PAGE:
V8 Supercars CEO James Warburton is formulating a white paper on what the next generation V8 Supercar might look like and what form the Championship could take.
Warburton is researching how the automotive landscape will change once Ford, Holden and Toyota cease local car manufacturing. He will present his initial findings to the V8 Supercars Board in the coming months.
As part of his investigation, Warburton is meeting with car makers already involved in the Championship and others who are not.
Warburton has made it clear he has an open mind on what the future potentially holds for the V8 Supercars Championship, declaring "there are no sacred cows".
He is also adamant there needs to be respect for the achievements, the success and stability the past two decades has delivered.
"We have to be very mindful about our heritage, our past; and the fact that we're about high octane entertainment," Warburton told v8supercars.com.au.
A variety of elements are sure to be considered; a potential move to coupe body styles alongside or in place of sedans, the appeal to existing and future manufacturers and international possibilities.
"What we're working towards is a 2017 generation 'two' and a completely different landscape without manufacturing," Warburton explained.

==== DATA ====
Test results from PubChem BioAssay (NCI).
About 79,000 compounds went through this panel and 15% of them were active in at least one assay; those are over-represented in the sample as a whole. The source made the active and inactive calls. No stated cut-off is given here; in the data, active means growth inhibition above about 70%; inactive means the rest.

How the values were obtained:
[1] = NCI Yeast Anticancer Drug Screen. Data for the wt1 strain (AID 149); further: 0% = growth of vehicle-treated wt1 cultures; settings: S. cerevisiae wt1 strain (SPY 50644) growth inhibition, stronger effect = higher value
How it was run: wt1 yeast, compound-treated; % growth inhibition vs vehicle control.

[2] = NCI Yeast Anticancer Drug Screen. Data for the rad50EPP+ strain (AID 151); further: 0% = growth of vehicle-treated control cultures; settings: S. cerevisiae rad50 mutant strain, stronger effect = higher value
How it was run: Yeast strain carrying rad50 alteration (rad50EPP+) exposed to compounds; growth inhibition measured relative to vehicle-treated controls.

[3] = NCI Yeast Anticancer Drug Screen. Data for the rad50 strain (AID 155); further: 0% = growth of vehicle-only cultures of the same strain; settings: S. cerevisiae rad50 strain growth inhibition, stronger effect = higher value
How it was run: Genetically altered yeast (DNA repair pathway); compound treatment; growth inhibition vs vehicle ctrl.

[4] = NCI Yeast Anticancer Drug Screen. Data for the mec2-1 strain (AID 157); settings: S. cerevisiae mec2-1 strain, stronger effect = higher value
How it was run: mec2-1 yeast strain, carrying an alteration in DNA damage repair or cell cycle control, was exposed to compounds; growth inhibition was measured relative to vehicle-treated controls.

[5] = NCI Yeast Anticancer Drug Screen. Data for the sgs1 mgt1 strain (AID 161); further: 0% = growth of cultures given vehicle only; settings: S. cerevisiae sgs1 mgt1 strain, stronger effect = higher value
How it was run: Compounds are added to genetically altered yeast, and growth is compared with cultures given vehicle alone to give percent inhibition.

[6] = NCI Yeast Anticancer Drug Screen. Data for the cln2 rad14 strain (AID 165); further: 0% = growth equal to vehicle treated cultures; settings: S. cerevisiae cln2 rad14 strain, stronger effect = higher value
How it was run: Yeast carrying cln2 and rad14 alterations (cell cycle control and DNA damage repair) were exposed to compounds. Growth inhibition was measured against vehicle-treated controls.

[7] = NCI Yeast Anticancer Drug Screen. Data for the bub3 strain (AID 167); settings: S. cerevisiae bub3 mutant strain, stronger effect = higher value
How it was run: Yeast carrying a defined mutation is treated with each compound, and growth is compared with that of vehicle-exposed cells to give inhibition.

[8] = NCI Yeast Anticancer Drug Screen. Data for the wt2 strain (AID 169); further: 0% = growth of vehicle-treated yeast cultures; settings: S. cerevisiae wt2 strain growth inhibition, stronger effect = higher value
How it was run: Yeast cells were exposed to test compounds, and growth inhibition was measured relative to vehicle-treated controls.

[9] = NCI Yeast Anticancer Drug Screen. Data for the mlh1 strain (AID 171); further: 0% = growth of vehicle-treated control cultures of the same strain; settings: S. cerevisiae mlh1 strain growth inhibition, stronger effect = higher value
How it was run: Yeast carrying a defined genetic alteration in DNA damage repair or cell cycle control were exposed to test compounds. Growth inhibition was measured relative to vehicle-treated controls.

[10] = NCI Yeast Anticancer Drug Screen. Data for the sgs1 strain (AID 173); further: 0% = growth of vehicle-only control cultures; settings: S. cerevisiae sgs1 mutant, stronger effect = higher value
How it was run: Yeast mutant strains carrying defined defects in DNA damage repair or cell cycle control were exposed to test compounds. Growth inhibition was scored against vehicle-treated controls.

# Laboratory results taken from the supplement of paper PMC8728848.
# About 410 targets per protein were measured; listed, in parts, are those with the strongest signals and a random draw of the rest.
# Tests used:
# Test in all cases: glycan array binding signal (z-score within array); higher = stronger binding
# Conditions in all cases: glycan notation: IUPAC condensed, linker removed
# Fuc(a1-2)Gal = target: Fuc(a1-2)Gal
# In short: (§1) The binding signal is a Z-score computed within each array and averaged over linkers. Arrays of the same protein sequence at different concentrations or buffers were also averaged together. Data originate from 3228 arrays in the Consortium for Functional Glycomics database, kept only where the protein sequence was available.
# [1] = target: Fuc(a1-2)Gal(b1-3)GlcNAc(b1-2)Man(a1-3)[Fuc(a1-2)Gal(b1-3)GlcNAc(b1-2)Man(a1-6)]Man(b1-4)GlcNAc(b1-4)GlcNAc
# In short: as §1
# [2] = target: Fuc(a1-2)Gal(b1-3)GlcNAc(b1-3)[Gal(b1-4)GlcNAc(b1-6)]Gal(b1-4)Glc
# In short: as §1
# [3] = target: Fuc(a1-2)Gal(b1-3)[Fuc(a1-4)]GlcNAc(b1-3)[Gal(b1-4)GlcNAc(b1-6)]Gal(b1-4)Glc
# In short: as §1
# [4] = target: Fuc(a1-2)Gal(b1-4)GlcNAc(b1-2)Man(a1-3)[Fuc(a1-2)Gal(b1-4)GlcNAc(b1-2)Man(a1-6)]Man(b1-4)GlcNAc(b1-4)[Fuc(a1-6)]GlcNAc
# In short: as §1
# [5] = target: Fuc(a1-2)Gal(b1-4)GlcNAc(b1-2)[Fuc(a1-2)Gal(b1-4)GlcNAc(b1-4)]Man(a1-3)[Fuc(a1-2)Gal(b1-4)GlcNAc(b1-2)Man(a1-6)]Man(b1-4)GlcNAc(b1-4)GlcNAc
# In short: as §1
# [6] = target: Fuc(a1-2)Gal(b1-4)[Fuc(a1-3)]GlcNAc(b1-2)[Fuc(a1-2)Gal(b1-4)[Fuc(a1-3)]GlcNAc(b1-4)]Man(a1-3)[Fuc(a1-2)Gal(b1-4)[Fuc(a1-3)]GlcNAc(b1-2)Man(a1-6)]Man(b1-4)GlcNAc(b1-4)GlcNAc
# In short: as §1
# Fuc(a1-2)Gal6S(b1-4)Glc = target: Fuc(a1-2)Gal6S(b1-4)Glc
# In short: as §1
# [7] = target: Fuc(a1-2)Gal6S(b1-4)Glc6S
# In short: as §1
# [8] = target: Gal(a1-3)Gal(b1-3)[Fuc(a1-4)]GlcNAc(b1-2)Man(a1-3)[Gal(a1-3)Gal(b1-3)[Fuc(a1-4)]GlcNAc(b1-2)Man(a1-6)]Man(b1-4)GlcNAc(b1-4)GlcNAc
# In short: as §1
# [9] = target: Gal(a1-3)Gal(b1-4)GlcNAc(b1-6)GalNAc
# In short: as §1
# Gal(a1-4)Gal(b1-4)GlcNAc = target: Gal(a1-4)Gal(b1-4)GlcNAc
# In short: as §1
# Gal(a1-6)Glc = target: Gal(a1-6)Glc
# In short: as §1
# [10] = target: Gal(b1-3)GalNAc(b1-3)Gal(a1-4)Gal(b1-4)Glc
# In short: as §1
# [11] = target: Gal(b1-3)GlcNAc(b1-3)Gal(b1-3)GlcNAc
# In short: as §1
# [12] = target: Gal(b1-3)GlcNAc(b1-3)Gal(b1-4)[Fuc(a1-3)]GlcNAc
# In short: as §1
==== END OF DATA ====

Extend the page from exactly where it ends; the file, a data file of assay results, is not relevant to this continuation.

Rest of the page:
"So everything's on the table and that's why we're talking to manufacturers at the moment, participating and non-participating.
"The beauty of the landscape we have is that anything is possible. So you could look at a different configuration, different power plants. That's not to say we are suddenly going to make wholesale changes, it may be that we decide to stay as is."
While for traditionalists a V8 engine is integral to the category, Warburton said Australia's changing demographic needed to be considered.
"Let's look at the entire framework," he said. "The ethnicity of the country's changed. We've got a third of the population that weren't born here and have probably never driven a V8. So all I'm saying is we need to look at it from an overall point of view and think about what we're doing and where we are heading.
"I don't think you'd rule anything in, or out," he added. "You've got to be very careful about it -the great thing about V8 Supercars is the act has been very well defined; what we're about and the show we put on. And so you'd be reticent to mess with too much of it."
Warburton said a key part of discussions with car manufacturers was determining how they could gain value from being involved in the Championship. He said that could mean "a completely different approach to how they're using the platform" and "what we can do and what they should be doing".
"People love coming to the races, they love the sound, they love the show we put on, so the relevance of this platform is the participation and the audiences we achieve and then how you use those to actually sell cars and sell product."
Warburton said that the longer term strategy for the way V8 Supercars raced internationally could remain as it is, with the Championship continuing to be paid sanctioning fees by overseas promoters. At the other extreme, the concept could be franchised to other continents.
"I think we're a little way off going down that tunnel," he cautioned. "We've still got a number of things that we're looking to achieve here."